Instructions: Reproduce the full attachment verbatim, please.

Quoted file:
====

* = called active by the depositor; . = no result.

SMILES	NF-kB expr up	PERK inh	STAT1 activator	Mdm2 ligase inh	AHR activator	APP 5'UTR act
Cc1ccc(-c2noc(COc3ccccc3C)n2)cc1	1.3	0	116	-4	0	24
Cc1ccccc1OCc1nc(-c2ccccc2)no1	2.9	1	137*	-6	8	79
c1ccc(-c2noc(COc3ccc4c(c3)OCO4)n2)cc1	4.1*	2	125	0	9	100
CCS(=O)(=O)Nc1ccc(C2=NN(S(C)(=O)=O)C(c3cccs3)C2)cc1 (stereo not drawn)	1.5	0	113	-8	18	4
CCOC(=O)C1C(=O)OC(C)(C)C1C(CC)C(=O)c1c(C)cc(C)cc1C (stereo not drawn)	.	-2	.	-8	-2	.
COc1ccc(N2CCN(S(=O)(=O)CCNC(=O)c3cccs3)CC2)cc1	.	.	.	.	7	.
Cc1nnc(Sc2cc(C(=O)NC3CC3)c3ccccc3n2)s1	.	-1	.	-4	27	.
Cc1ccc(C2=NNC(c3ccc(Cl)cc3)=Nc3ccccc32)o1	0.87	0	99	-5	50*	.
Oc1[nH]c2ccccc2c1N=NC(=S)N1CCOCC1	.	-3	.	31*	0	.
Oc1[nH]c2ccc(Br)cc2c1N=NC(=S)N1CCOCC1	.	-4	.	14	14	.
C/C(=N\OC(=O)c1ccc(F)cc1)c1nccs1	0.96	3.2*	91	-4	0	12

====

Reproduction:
* = called active by the depositor; . = no result.

SMILES	NF-kB expr up	PERK inh	STAT1 activator	Mdm2 ligase inh	AHR activator	APP 5'UTR act
Cc1ccc(-c2noc(COc3ccccc3C)n2)cc1	1.3	0	116	-4	0	24
Cc1ccccc1OCc1nc(-c2ccccc2)no1	2.9	1	137*	-6	8	79
c1ccc(-c2noc(COc3ccc4c(c3)OCO4)n2)cc1	4.1*	2	125	0	9	100
CCS(=O)(=O)Nc1ccc(C2=NN(S(C)(=O)=O)C(c3cccs3)C2)cc1 (stereo not drawn)	1.5	0	113	-8	18	4
CCOC(=O)C1C(=O)OC(C)(C)C1C(CC)C(=O)c1c(C)cc(C)cc1C (stereo not drawn)	.	-2	.	-8	-2	.
COc1ccc(N2CCN(S(=O)(=O)CCNC(=O)c3cccs3)CC2)cc1	.	.	.	.	7	.
Cc1nnc(Sc2cc(C(=O)NC3CC3)c3ccccc3n2)s1	.	-1	.	-4	27	.
Cc1ccc(C2=NNC(c3ccc(Cl)cc3)=Nc3ccccc32)o1	0.87	0	99	-5	50*	.
Oc1[nH]c2ccccc2c1N=NC(=S)N1CCOCC1	.	-3	.	31*	0	.
Oc1[nH]c2ccc(Br)cc2c1N=NC(=S)N1CCOCC1	.	-4	.	14	14	.
C/C(=N\OC(=O)c1ccc(F)cc1)c1nccs1	0.96	3.2*	91	-4	0	12